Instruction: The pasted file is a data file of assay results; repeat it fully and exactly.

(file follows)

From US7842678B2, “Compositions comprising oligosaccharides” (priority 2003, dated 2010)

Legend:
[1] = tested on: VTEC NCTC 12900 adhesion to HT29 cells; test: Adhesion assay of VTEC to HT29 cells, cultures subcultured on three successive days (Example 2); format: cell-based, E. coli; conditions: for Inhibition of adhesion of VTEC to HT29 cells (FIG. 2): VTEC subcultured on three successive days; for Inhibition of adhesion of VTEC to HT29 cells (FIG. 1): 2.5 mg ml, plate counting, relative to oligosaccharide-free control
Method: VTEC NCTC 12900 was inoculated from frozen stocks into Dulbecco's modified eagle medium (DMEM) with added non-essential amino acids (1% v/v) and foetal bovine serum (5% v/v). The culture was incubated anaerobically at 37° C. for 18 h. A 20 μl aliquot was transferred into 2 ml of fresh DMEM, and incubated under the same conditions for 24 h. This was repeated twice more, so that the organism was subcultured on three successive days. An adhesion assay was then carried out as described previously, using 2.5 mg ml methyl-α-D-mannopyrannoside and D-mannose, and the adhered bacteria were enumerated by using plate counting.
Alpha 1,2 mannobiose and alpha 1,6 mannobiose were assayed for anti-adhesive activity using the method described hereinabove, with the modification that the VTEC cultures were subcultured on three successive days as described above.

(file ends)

From US7842678B2, “Compositions comprising oligosaccharides” (priority 2003, dated 2010)

Legend:
[1] = tested on: VTEC NCTC 12900 adhesion to HT29 cells; test: Adhesion assay of VTEC to HT29 cells, cultures subcultured on three successive days (Example 2); format: cell-based, E. coli; conditions: for Inhibition of adhesion of VTEC to HT29 cells (FIG. 2): VTEC subcultured on three successive days; for Inhibition of adhesion of VTEC to HT29 cells (FIG. 1): 2.5 mg ml, plate counting, relative to oligosaccharide-free control
Method: VTEC NCTC 12900 was inoculated from frozen stocks into Dulbecco's modified eagle medium (DMEM) with added non-essential amino acids (1% v/v) and foetal bovine serum (5% v/v). The culture was incubated anaerobically at 37° C. for 18 h. A 20 μl aliquot was transferred into 2 ml of fresh DMEM, and incubated under the same conditions for 24 h. This was repeated twice more, so that the organism was subcultured on three successive days. An adhesion assay was then carried out as described previously, using 2.5 mg ml methyl-α-D-mannopyrannoside and D-mannose, and the adhered bacteria were enumerated by using plate counting.
Alpha 1,2 mannobiose and alpha 1,6 mannobiose were assayed for anti-adhesive activity using the method described hereinabove, with the modification that the VTEC cultures were subcultured on three successive days as described above.